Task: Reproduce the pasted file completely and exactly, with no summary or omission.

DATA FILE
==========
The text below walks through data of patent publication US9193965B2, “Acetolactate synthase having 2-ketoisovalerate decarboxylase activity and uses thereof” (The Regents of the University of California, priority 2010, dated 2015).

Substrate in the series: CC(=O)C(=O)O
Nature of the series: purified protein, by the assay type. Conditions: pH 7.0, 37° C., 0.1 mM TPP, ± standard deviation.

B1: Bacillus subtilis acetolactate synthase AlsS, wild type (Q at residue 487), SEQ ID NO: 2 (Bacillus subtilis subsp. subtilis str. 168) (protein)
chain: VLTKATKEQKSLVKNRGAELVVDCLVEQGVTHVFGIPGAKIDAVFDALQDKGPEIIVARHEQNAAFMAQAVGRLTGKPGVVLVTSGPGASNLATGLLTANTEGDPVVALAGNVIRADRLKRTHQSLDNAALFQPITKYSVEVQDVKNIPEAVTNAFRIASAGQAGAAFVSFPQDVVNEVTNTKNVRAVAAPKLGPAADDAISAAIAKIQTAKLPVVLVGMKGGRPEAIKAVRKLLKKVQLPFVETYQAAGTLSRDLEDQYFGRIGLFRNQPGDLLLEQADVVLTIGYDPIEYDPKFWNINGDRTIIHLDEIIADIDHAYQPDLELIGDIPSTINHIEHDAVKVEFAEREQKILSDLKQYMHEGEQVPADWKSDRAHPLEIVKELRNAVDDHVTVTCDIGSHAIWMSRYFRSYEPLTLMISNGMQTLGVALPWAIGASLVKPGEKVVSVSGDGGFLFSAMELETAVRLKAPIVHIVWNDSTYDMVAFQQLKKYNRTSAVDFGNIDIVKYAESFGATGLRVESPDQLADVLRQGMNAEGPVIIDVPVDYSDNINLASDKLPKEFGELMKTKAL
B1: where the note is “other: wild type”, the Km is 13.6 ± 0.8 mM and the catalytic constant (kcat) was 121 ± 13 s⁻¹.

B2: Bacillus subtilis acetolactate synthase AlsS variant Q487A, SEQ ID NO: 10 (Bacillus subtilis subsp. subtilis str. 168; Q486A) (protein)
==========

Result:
The text below walks through data of patent publication US9193965B2, “Acetolactate synthase having 2-ketoisovalerate decarboxylase activity and uses thereof” (The Regents of the University of California, priority 2010, dated 2015).

Substrate in the series: CC(=O)C(=O)O
Nature of the series: purified protein, by the assay type. Conditions: pH 7.0, 37° C., 0.1 mM TPP, ± standard deviation.

B1: Bacillus subtilis acetolactate synthase AlsS, wild type (Q at residue 487), SEQ ID NO: 2 (Bacillus subtilis subsp. subtilis str. 168) (protein)
chain: VLTKATKEQKSLVKNRGAELVVDCLVEQGVTHVFGIPGAKIDAVFDALQDKGPEIIVARHEQNAAFMAQAVGRLTGKPGVVLVTSGPGASNLATGLLTANTEGDPVVALAGNVIRADRLKRTHQSLDNAALFQPITKYSVEVQDVKNIPEAVTNAFRIASAGQAGAAFVSFPQDVVNEVTNTKNVRAVAAPKLGPAADDAISAAIAKIQTAKLPVVLVGMKGGRPEAIKAVRKLLKKVQLPFVETYQAAGTLSRDLEDQYFGRIGLFRNQPGDLLLEQADVVLTIGYDPIEYDPKFWNINGDRTIIHLDEIIADIDHAYQPDLELIGDIPSTINHIEHDAVKVEFAEREQKILSDLKQYMHEGEQVPADWKSDRAHPLEIVKELRNAVDDHVTVTCDIGSHAIWMSRYFRSYEPLTLMISNGMQTLGVALPWAIGASLVKPGEKVVSVSGDGGFLFSAMELETAVRLKAPIVHIVWNDSTYDMVAFQQLKKYNRTSAVDFGNIDIVKYAESFGATGLRVESPDQLADVLRQGMNAEGPVIIDVPVDYSDNINLASDKLPKEFGELMKTKAL
B1: where the note is “other: wild type”, the Km is 13.6 ± 0.8 mM and the catalytic constant (kcat) was 121 ± 13 s⁻¹.

B2: Bacillus subtilis acetolactate synthase AlsS variant Q487A, SEQ ID NO: 10 (Bacillus subtilis subsp. subtilis str. 168; Q486A) (protein)